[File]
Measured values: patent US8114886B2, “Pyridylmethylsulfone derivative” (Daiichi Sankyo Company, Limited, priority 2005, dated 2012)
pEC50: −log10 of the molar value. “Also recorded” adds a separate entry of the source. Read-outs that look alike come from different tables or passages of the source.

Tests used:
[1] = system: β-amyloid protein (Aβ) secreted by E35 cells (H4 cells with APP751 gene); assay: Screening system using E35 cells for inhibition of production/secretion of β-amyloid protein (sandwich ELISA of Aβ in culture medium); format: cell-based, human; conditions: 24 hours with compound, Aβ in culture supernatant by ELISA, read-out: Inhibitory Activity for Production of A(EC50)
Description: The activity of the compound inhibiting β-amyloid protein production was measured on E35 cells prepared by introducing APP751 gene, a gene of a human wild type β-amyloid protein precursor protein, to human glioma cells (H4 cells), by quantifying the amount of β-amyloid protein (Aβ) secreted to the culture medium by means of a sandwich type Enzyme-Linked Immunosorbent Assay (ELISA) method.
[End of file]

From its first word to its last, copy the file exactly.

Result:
Measured values: patent US8114886B2, “Pyridylmethylsulfone derivative” (Daiichi Sankyo Company, Limited, priority 2005, dated 2012)
pEC50: −log10 of the molar value. “Also recorded” adds a separate entry of the source. Read-outs that look alike come from different tables or passages of the source.

Tests used:
[1] = system: β-amyloid protein (Aβ) secreted by E35 cells (H4 cells with APP751 gene); assay: Screening system using E35 cells for inhibition of production/secretion of β-amyloid protein (sandwich ELISA of Aβ in culture medium); format: cell-based, human; conditions: 24 hours with compound, Aβ in culture supernatant by ELISA, read-out: Inhibitory Activity for Production of A(EC50)
Description: The activity of the compound inhibiting β-amyloid protein production was measured on E35 cells prepared by introducing APP751 gene, a gene of a human wild type β-amyloid protein precursor protein, to human glioma cells (H4 cells), by quantifying the amount of β-amyloid protein (Aβ) secreted to the culture medium by means of a sandwich type Enzyme-Linked Immunosorbent Assay (ELISA) method.